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Night Owl? It's In Your Genes.

Ed Yourdon

Deep sleep is something that is more and more important as we age. New research shows that it's an important part of keeping a healthy memory, and that listening to pink noise might help in that process.

During this hour of River to River, host Ben Kieffer talks with Dr. Eric Dyken, a neurologist and director of the University of Iowa's Sleep Disorder Center. 

In addition to talking about pink noise, Dr. Dyken also talks about new research showing there is actually a gene that could determine whether you're an early riser or a night owl.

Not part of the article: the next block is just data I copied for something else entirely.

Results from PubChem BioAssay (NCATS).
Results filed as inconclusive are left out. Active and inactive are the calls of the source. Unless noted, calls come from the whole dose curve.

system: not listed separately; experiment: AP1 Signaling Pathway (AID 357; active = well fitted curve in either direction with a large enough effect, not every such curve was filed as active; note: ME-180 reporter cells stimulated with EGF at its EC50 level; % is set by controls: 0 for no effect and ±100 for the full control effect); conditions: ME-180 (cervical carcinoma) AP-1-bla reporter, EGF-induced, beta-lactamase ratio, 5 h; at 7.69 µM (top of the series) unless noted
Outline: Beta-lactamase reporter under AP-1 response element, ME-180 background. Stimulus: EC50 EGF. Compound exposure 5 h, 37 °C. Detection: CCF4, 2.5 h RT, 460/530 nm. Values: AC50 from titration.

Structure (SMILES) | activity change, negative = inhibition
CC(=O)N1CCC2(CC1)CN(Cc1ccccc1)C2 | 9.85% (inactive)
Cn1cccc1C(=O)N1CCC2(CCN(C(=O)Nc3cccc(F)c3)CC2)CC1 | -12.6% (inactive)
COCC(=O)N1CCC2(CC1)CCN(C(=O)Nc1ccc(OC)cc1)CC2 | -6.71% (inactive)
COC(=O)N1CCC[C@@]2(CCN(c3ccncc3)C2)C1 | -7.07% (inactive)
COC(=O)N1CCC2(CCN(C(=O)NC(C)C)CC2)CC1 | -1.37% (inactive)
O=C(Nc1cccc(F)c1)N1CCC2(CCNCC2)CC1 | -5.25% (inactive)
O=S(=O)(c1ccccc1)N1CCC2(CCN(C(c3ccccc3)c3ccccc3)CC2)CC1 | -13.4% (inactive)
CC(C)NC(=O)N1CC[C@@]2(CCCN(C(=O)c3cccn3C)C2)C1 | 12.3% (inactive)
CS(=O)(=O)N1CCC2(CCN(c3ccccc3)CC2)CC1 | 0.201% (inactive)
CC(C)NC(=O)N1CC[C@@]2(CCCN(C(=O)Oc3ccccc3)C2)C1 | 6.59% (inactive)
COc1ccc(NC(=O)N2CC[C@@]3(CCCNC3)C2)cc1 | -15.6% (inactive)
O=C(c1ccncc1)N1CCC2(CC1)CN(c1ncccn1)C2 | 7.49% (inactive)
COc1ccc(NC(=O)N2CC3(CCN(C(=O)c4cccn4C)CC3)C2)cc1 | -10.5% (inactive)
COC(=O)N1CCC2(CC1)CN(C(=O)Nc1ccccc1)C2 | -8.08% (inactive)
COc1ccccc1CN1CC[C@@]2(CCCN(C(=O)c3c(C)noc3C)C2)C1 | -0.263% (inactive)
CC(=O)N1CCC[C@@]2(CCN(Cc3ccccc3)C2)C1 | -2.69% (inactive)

"This gene, it suppresses the biological clock. Generally we’re 24-hour animals. But, the more active this is, the later you stay up," he says. "There are people who can adjust to the shift work. But, people who are night owls tend to be able to work night shifts much better than morning larks, but sometimes you can use bright light therapy to change that."

Lindsey Moon is IPR's Digital Producer
Ben Kieffer is the host of IPR's River to River